West Indies skipper Jason Holder said that he is optimistic and believes that his team possess all the qualities to win the World Cup. West Indies last clinched the title back in 1979 and the current skipper is confident that he and the team can repeat history.
Speaking to Sportsmail, Holder said, “I’m very optimistic, I think we’ve got what it takes to win the World Cup. It’s just a matter of the [kind of] cricket we play. We’ve potentially got match-winners on any given day and we can beat any side in the world.”
“We’re confident that once we formulate our plans and execute them, we’ll be up there lifting that trophy at the very end,” he added.
The Caribbean side are high on confidence after securing a 2-1 win in the three-match Test series against England and went on to play a 2-2 draw against the same opponent in the 50-over format.
Holder, who smashed an unbeaten 202 in the first Test, played a pivotal role for his side as Windies secured their first series win against England in the longest format in 10 years. The limited-overs series saw a different fate as Windies managed to level the 50-match ODI series but suffered a crushing 3-0 defeat in the T20Is.
However, the skipper feels that holding the number one ODI team to a stalemate speaks volume about the side’s potential. “I don’t think it’s all sunk in yet,” he said. “It was a surreal feeling scoring a double century in front of my home crowd. And competing against the No.1 one-day side in the world and pushing them right until the end says a lot about our potential.”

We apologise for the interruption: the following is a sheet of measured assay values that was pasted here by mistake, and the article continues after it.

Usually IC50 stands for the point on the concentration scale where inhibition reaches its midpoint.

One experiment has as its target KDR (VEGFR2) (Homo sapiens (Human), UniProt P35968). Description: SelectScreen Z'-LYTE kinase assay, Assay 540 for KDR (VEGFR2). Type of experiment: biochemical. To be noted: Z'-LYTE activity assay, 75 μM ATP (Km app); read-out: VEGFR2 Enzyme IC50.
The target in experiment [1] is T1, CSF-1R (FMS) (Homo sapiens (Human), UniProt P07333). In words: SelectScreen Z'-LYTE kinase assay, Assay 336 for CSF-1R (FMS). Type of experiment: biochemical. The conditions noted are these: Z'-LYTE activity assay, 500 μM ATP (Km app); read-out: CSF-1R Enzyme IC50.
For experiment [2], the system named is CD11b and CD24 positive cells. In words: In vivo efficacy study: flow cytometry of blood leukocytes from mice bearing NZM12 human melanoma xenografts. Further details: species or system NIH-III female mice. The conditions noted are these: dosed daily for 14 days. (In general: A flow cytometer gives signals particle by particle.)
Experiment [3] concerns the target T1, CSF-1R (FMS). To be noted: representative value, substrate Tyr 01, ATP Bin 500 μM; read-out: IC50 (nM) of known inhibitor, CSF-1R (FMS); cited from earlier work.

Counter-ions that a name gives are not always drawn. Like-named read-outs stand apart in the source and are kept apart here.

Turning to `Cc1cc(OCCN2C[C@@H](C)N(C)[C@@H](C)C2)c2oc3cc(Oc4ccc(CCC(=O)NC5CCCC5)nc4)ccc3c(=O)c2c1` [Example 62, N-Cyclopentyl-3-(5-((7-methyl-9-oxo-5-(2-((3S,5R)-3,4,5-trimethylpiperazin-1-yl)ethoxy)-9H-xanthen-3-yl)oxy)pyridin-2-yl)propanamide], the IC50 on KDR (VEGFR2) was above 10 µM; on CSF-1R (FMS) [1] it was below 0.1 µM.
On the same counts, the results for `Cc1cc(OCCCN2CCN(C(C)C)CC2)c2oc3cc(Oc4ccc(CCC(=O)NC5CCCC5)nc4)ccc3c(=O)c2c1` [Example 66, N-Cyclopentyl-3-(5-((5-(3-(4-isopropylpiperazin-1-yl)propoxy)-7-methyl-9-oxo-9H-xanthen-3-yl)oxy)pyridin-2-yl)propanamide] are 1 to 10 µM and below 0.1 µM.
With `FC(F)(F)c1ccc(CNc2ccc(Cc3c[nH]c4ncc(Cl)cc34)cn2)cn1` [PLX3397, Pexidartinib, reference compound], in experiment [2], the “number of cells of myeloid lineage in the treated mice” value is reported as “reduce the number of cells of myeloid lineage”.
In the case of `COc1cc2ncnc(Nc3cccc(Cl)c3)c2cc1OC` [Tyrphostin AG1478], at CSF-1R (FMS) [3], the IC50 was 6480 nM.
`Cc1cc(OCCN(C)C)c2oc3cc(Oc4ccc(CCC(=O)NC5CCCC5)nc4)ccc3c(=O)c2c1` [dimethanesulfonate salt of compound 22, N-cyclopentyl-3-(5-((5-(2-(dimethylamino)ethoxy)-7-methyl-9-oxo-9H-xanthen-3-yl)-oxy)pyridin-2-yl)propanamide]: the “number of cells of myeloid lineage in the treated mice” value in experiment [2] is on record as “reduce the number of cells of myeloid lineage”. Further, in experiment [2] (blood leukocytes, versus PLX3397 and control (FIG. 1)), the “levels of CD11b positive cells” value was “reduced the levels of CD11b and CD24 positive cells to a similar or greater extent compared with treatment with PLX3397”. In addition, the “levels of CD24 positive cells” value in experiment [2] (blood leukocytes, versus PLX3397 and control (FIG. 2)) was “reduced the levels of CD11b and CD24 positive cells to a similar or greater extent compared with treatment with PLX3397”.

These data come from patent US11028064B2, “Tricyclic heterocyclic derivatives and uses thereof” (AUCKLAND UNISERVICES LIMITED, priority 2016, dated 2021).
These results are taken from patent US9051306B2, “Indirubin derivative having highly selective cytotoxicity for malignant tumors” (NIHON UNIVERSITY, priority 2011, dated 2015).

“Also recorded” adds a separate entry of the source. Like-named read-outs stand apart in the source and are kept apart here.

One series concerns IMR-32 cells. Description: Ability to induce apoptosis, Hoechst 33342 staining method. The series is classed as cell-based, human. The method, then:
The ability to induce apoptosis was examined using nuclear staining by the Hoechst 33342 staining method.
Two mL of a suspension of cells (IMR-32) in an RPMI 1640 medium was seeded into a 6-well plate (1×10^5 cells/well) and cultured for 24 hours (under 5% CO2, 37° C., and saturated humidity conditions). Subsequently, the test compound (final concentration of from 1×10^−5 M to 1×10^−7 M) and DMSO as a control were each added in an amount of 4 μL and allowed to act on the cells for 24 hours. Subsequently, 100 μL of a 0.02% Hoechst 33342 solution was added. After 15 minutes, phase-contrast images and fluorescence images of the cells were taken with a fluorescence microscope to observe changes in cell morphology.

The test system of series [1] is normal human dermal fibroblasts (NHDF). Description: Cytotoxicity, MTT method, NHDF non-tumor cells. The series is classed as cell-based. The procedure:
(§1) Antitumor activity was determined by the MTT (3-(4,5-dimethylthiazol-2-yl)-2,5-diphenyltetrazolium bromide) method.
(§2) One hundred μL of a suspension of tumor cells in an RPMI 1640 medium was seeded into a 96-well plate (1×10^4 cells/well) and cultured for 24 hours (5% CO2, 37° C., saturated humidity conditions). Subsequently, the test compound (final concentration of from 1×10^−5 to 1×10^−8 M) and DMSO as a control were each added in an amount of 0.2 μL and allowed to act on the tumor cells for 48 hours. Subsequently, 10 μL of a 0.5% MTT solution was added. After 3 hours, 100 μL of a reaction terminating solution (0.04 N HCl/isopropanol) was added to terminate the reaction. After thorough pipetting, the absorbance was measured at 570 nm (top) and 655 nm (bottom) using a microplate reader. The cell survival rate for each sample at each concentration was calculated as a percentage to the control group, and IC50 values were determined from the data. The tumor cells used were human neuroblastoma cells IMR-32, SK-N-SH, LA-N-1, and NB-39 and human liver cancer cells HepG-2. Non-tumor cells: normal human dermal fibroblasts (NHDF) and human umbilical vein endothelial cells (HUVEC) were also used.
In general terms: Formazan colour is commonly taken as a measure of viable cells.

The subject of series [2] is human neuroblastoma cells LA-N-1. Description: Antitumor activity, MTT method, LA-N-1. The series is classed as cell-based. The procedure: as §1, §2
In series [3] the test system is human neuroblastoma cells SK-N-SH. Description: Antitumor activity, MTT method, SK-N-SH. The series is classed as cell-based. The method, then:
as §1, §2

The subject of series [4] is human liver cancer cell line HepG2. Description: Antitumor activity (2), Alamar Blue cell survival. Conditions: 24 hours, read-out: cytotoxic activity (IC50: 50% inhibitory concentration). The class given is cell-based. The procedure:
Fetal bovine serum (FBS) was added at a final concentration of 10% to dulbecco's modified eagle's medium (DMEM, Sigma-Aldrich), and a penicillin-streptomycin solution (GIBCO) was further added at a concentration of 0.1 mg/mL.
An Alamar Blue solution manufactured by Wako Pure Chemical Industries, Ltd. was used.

Speaking on the upcoming World Cup, Holder said he has been taking advice from former skipper Clive Lloyd, who helped the Caribbean side lift two World Cups (in 1975 and 1979), and wants to achieve something similar.
“Clive Lloyd lifted two World Cups and it’s up to us to try to achieve something similar. He and I are very close. He’s given me a lot of advice about how to go about my international experience. He always said to me that it took three years for him to understand how to play Test cricket. Having played Test cricket for a while, I realise what he meant.”
The skipper also mentioned that his side have still got a lot of work to do but they are definitely moving in the right direction. “Our boys are probably not the finished product, but we’re definitely on the right path to becoming pretty good West Indian players. If we stick together for the next two or three years, the sky’s the limit.”
“And, being in England, this was the last place we lifted the World Cup. Who knows, maybe there’s a script to be written there.”